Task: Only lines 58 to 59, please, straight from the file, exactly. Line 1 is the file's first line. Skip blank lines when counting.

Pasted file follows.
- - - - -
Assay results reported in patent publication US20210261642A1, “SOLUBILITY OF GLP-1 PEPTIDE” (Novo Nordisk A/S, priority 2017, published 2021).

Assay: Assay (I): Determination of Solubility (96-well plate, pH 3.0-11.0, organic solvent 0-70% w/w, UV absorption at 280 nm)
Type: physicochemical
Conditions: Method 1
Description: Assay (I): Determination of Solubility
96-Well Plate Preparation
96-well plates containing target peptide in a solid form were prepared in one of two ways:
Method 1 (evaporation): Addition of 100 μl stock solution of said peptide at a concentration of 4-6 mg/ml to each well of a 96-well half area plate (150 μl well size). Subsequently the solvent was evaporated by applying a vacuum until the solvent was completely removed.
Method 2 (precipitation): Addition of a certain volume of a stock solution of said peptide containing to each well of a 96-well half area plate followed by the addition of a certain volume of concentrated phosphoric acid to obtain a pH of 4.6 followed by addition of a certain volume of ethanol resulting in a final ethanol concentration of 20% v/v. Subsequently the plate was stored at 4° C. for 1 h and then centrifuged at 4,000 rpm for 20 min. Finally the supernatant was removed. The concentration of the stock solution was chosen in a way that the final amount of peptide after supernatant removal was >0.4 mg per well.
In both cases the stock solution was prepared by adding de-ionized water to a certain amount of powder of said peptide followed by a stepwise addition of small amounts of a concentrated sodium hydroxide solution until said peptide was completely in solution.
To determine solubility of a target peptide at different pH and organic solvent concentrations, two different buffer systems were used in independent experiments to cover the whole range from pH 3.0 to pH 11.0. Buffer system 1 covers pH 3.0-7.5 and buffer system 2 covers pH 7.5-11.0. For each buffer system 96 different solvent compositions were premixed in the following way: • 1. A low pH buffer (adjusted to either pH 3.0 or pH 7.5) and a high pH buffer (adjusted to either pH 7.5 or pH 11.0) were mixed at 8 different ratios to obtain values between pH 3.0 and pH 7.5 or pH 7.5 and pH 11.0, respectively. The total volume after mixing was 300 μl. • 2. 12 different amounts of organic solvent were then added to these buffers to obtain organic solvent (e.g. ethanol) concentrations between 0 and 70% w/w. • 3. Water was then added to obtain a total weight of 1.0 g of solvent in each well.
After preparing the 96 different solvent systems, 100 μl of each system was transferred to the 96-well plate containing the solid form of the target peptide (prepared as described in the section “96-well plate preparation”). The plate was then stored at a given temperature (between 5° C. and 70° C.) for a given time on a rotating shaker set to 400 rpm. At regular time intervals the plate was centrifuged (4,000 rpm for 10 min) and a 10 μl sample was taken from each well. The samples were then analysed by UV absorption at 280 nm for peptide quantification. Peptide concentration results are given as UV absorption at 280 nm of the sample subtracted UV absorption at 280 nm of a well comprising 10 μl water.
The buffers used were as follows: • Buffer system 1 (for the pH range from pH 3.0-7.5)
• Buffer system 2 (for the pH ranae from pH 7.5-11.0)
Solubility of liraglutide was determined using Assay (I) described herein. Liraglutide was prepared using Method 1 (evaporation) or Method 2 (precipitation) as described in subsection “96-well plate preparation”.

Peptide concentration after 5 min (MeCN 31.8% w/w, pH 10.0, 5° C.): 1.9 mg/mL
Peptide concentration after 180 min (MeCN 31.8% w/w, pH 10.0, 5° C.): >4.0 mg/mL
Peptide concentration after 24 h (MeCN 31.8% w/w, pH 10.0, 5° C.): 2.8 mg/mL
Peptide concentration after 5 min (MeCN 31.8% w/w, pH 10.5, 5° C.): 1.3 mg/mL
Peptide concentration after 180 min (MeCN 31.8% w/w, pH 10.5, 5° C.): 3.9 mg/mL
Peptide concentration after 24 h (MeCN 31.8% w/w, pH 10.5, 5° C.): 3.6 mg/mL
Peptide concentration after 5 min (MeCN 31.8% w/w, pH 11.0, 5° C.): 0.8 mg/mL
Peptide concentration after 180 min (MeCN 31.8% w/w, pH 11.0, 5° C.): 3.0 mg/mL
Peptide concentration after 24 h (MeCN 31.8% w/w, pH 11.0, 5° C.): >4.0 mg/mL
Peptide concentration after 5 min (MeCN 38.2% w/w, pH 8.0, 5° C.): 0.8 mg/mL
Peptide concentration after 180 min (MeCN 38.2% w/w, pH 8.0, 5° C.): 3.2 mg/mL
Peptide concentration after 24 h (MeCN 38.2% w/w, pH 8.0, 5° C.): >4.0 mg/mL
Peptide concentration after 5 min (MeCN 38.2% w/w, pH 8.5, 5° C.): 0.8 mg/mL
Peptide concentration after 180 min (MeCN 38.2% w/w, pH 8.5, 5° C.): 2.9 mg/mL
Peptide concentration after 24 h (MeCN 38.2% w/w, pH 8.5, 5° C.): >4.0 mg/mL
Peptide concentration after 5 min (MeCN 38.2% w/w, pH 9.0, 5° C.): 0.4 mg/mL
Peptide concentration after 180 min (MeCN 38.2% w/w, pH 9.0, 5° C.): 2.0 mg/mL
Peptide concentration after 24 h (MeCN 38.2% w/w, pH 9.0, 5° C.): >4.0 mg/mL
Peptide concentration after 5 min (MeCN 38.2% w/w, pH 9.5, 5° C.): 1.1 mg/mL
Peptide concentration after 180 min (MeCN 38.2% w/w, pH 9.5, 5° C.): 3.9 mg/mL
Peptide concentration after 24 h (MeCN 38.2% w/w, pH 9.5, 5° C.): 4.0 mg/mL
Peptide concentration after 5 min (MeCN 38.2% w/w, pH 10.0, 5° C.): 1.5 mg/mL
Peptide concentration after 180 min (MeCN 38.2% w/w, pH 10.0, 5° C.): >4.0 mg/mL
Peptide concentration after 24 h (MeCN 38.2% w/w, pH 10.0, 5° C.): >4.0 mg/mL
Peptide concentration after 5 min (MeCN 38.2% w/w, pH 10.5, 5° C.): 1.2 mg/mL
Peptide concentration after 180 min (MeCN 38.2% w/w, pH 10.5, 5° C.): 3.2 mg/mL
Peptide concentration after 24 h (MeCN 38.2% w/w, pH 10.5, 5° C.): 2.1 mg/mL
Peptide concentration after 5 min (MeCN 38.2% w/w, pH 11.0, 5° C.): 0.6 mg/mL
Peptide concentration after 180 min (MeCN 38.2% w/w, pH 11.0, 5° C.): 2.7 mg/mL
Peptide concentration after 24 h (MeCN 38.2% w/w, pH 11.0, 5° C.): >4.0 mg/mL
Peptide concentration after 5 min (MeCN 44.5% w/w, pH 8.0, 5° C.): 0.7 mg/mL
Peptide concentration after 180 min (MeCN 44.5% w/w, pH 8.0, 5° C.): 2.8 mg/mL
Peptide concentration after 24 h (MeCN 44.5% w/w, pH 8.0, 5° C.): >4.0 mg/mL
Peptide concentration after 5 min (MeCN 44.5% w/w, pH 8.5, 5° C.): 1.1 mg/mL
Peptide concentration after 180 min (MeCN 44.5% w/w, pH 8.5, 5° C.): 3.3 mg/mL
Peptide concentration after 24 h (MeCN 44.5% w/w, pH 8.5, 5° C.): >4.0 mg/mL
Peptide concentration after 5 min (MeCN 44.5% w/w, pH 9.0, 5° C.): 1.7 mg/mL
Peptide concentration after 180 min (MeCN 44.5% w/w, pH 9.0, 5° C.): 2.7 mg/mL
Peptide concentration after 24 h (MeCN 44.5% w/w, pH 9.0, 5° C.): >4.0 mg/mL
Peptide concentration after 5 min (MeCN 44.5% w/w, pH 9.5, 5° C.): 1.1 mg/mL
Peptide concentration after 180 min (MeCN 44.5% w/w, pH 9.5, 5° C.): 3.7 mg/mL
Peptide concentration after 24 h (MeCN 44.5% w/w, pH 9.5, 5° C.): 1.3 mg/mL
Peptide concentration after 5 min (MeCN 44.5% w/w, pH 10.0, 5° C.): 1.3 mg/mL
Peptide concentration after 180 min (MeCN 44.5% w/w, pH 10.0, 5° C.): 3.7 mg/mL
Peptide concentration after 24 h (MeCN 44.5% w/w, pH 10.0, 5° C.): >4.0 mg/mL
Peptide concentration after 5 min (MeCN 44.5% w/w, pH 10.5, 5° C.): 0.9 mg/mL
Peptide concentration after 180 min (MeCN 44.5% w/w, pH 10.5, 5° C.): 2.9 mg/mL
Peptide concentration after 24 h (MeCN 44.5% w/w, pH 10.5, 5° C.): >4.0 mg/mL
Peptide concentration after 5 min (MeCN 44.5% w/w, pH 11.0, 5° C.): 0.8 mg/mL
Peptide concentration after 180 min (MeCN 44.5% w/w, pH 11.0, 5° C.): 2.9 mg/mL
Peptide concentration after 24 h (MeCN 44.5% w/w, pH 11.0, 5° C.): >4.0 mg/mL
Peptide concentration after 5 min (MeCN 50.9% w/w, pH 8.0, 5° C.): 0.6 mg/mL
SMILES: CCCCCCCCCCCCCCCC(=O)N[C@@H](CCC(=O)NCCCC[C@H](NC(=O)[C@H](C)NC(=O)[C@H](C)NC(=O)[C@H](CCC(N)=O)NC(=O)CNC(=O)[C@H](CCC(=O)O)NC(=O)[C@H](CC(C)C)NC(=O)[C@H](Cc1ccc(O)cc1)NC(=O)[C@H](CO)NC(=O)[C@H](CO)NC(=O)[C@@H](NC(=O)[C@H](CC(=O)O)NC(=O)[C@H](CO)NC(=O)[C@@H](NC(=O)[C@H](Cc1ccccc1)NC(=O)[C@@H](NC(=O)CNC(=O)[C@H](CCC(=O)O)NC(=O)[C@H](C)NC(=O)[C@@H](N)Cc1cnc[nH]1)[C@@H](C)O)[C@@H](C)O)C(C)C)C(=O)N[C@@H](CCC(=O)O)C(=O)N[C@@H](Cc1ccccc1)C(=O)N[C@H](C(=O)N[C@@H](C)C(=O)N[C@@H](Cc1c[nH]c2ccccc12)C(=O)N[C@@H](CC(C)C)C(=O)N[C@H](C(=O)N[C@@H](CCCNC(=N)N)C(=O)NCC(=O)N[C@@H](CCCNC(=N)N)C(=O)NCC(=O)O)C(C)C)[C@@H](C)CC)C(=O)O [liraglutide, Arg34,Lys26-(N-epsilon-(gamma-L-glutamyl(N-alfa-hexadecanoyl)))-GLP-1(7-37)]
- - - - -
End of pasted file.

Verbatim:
Peptide concentration after 5 min (MeCN 44.5% w/w, pH 10.0, 5° C.): 1.3 mg/mL
Peptide concentration after 180 min (MeCN 44.5% w/w, pH 10.0, 5° C.): 3.7 mg/mL